I'm in two minds regarding this. This reminds me of the clampdown in many of the middle-eastern countries during the Arab spring. On Principle I don't believe that the state should be allowed to place such restrictions on civilian freedom. However, I can't deny that the measures worked. The protest had become extremely violent and needed to be defused instantly. This measure possibly saved lives.
Could the revolt have been defused by Britain granting more voting power to American colonial authorities? Or would they continue to demand placing their community above the rest by being completely autonomous?
Poland is the prime example of getting rid of unwanted government(communist in this case) without resorting to violence, and that's despite the entire country being under martial law with severe restrictions on travel and trade for a few years. It can be done.
Indians made this (see Gandhi & Indian independence movement), but I don't sure "americans"(mostly english people living overseas those days) were capable for that(especially with taking natives genocide & slavery into account).
In India's case Britain was already in a situation where it half-wanted to leave (due to the war, etc). This was not the case with the US.
I'm pretty sure India would have had a violent movement too if WW2 hadn't happened and Indians had better access to firearms and stuff. Violence was less of an option because the British government deliberately ensured that the locals were suppressed. Whereas in the U.S. the British were exploitative of the colonies, but they did not suppress the people (until the movement started); after all, those were their own people.
We did, in fact, have a violent movement, in 1857, just that it didn't work out too well.
I don't think that "Indians are less violent" is really an argument to be made here.
Born and brought up in the US, been in India for the last ... 8 years. (Indian origin).
That's quite anecdotal at best. My experience has not been the same, I've seen ample violent elements in both places. Indians are generally subtler in our social cues, and that might make Americans "louder" (which feels like aggression), but certainly not more violent.
It also might matter which area of either country you've lived in. Boston(-ish) and Mumbai here.
An acceptable argument for India being more nonviolent would be the entire NAM movement among other initiatives, but there are still many, many other reasons why India's nonviolent independence movement worked -- Indians being nonviolent, if true, would be a small contributor to it, not the main reason. Besides, like I said, we had a violent independence movement and failed. Technically, two, if you count the INA, which actually managed to liberate many areas.
In general, freedom of expression, communication should not be curbed but that freedom also brings in misinformation, rumour, and anti-social activities. When panic can cause unnecessary destruction, government should be able to control communication channels for a short period of time. Remember, if government is wrong, it will not be able to hide the truth for a long.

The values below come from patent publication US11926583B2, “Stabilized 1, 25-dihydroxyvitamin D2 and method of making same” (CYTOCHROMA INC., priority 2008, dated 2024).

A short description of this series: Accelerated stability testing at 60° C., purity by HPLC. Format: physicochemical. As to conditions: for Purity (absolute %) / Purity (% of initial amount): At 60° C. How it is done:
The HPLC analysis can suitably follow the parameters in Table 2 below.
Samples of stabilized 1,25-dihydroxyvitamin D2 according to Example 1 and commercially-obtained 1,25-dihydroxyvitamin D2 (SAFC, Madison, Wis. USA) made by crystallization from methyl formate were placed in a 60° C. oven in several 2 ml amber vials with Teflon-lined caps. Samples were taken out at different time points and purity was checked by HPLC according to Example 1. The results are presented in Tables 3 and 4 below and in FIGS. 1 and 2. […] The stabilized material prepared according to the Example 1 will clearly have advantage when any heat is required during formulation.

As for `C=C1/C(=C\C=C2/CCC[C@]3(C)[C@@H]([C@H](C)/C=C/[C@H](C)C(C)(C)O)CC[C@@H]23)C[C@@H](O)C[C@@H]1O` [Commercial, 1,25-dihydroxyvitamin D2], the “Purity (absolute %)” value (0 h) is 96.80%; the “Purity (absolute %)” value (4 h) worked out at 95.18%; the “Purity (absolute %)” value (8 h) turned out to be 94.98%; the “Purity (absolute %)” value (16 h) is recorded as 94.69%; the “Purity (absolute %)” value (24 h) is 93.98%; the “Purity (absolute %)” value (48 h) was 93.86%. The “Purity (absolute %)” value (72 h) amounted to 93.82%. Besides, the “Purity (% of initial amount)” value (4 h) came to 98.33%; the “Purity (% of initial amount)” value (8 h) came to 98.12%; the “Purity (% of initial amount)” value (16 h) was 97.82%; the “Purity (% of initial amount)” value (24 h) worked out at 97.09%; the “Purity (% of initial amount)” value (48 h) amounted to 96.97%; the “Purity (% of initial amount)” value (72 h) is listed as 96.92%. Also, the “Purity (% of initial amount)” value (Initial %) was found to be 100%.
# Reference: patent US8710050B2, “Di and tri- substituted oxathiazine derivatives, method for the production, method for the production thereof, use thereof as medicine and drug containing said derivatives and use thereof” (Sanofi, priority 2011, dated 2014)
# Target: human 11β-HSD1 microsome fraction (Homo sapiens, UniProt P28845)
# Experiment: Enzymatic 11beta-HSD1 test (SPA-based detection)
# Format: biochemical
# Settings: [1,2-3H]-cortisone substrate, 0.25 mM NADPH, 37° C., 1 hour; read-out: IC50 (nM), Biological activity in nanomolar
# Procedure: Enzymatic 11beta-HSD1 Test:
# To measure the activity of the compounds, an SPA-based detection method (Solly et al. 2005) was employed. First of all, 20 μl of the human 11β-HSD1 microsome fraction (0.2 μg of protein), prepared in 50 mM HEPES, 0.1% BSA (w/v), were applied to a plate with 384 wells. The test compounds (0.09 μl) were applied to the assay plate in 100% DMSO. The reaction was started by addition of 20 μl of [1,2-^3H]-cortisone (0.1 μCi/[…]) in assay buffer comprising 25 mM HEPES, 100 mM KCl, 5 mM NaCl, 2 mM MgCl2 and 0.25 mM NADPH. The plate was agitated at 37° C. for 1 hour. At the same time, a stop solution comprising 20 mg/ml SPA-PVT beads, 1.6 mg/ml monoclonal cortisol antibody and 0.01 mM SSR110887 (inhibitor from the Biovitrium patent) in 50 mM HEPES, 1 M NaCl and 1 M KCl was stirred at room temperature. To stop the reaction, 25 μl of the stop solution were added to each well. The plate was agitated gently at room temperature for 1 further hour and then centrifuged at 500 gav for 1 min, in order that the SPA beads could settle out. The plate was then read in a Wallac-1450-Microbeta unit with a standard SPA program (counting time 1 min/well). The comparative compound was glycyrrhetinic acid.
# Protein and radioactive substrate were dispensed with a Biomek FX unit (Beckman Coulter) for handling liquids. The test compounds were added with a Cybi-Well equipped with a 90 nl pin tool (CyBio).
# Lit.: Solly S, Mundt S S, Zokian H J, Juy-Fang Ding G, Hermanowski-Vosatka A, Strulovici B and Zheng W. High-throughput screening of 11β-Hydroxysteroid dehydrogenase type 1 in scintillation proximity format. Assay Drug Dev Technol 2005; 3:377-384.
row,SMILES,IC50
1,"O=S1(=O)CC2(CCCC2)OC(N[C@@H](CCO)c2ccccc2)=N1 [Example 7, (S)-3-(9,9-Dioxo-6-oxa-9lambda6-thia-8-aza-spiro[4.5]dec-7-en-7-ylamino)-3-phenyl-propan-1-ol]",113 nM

As far as I know, this is the first time Snowden is directly penning an article. He even has a staff page  now on The Intercept. This is interesting because to me because "At the NSA I routinely came across the communications of New Zealanders in my work" is much more impactful than "Snowden stated that he routinely came across the communications of New Zealanders in his work as an NSA Analyst".
I agree with the conclusions in general, but it always makes sense to judge headphones by model than brand. My fav earphone is Sony MH1C. It used to be available in eBay for $30 and was the best you could buy the sub $100 category.
It's not just the raw numbers. I would love to move onto Telegram, which is more secure, has an API, and works from a desktop. But, I can't.
There are about five or six odd people in my life (professional or private) that I message frequently. Even if 1 out of them isn't on a particular messaging platform, I can't adopt that platform wholeheartedly. With Fb Messages, Hangouts and every other popular smartphone oriented messaging platform there would always be that one or two contacts that you regularly communicate with, who would be left out due to having an incompatible device. Whatsapp on the other hand works on pretty much every phone. When you want to replace something as prevalent as SMS, the long tail matters.
There's another tangible benefit of focusing on so many platforms. Whatsapp, which doesn't spend much (if anything at all) on promotion, is prominently featured in the advertisements of many budget phones, as manufacturers see Whatsapp support as a strong selling point.
Exactly. It just seems to be fashionable to write a blog post bashing W3Schools, PHP etc. Yes, some of their content might have technical inaccuracies. Yes, the design is dreadful. But, when you're quickly looking to find out what are the different properties that text-decoration supports, W3Schools is pretty damn useful. It's very good both as a quick reference or for quickly learning the basics before diving into actual development.